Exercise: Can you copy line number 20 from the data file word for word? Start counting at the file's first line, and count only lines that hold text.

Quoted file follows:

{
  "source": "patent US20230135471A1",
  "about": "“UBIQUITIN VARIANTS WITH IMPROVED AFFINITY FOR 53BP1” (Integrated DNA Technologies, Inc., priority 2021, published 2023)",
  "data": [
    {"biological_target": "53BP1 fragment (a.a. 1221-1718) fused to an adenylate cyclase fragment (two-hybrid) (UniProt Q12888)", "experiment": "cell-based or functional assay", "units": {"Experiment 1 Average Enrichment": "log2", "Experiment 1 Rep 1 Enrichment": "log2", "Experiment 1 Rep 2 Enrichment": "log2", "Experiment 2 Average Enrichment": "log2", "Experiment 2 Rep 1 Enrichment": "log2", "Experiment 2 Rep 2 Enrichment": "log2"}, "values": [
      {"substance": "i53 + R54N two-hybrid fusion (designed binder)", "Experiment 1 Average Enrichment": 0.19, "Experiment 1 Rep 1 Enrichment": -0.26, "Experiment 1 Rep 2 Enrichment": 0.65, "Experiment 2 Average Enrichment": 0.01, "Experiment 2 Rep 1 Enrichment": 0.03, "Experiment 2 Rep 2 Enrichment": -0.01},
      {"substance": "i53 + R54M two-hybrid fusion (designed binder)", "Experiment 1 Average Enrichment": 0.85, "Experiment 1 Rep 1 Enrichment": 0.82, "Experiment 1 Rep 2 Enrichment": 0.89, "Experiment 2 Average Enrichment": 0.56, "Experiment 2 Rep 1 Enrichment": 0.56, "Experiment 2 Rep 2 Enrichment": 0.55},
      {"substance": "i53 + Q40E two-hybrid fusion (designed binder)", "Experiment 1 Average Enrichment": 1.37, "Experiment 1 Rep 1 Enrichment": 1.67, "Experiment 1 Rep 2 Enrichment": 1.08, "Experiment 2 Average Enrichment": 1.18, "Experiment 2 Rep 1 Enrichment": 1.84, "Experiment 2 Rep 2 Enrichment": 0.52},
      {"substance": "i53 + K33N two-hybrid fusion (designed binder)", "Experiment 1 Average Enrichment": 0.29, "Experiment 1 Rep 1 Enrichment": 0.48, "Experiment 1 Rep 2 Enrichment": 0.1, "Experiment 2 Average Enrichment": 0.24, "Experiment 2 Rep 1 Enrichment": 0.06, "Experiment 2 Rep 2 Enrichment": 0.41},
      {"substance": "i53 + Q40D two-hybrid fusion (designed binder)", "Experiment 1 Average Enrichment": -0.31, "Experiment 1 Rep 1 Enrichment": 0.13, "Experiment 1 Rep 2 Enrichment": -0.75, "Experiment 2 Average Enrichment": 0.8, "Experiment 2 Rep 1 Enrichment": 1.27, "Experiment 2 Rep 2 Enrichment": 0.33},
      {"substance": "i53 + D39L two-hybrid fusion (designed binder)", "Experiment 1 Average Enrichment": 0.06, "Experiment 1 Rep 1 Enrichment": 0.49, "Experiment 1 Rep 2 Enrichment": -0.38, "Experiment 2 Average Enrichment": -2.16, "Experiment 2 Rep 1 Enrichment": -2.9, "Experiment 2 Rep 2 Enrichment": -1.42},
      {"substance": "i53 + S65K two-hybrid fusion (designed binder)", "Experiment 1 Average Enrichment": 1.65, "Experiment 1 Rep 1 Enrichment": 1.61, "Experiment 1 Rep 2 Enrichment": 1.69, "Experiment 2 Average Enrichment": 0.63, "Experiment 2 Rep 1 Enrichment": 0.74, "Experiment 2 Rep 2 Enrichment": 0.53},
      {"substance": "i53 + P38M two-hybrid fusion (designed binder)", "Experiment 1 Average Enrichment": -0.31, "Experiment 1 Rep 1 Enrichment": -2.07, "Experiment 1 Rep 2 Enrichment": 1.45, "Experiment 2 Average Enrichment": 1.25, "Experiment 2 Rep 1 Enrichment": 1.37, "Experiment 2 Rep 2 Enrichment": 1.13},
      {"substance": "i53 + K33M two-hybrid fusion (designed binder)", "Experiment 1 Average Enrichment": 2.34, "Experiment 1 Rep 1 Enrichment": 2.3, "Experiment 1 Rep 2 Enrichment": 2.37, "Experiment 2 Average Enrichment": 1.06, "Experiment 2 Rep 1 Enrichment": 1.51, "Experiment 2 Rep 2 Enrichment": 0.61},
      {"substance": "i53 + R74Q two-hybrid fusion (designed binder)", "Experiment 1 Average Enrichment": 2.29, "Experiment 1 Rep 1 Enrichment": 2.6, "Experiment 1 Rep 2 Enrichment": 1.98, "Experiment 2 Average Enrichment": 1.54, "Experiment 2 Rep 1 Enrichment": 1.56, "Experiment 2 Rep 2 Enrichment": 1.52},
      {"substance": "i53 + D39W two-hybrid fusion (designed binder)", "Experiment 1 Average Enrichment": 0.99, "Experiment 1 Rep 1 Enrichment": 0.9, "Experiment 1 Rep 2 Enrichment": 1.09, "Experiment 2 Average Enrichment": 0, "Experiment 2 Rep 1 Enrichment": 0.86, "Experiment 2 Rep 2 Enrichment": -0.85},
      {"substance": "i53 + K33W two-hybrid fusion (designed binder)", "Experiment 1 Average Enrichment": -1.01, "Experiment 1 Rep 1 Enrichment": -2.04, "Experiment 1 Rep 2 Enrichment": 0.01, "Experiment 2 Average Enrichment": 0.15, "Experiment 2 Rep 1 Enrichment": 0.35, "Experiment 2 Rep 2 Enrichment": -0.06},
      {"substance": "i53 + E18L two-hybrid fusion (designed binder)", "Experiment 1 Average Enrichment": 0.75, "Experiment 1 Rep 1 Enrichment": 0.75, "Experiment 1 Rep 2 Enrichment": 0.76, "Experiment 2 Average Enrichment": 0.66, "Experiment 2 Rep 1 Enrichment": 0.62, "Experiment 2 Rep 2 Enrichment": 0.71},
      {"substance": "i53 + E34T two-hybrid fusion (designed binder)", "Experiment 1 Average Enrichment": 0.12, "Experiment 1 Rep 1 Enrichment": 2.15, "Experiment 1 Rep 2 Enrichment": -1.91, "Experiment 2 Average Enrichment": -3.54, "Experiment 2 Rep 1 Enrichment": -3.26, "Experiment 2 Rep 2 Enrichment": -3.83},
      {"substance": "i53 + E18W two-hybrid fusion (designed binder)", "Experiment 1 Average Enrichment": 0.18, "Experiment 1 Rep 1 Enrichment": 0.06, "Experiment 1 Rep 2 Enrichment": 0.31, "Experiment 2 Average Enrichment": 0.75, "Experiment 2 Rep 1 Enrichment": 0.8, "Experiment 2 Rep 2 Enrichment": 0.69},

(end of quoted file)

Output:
      {"substance": "i53 + E18W two-hybrid fusion (designed binder)", "Experiment 1 Average Enrichment": 0.18, "Experiment 1 Rep 1 Enrichment": 0.06, "Experiment 1 Rep 2 Enrichment": 0.31, "Experiment 2 Average Enrichment": 0.75, "Experiment 2 Rep 1 Enrichment": 0.8, "Experiment 2 Rep 2 Enrichment": 0.69},